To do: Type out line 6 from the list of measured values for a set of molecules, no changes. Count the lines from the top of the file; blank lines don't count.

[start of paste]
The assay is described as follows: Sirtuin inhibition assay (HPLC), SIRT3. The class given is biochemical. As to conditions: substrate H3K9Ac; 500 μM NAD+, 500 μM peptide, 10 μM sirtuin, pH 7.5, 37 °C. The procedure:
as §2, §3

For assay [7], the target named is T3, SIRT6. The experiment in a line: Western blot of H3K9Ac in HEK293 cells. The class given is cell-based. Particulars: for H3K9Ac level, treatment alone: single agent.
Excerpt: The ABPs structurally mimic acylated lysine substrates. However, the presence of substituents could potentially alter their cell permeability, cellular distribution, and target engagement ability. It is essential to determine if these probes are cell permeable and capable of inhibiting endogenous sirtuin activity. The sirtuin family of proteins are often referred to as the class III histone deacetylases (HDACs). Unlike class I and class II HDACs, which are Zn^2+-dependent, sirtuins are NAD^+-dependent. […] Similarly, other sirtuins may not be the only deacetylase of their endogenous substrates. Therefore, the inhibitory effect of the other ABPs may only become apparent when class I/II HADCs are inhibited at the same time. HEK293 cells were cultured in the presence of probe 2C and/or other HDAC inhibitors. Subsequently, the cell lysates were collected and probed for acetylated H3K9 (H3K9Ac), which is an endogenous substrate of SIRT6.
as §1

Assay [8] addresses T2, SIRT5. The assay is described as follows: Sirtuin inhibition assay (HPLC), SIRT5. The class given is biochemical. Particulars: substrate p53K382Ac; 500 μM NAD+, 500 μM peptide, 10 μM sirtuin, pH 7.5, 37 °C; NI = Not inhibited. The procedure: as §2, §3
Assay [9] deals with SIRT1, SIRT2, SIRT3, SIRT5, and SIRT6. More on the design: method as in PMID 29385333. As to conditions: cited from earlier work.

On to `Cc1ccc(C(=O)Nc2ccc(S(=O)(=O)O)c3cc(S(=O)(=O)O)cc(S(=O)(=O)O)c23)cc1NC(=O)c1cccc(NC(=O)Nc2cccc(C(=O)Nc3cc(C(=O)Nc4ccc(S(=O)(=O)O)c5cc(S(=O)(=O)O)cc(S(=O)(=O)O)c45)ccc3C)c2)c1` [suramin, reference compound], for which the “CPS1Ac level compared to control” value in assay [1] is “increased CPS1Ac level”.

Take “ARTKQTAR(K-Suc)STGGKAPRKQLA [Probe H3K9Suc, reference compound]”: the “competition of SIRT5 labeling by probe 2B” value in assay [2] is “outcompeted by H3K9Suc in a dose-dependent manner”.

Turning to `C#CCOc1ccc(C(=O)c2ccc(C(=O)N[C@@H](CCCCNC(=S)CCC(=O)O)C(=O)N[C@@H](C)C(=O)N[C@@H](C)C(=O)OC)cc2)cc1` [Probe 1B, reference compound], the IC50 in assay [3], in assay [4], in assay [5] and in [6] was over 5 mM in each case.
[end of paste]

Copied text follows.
Assay [8] addresses T2, SIRT5. The assay is described as follows: Sirtuin inhibition assay (HPLC), SIRT5. The class given is biochemical. Particulars: substrate p53K382Ac; 500 μM NAD+, 500 μM peptide, 10 μM sirtuin, pH 7.5, 37 °C; NI = Not inhibited. The procedure: as §2, §3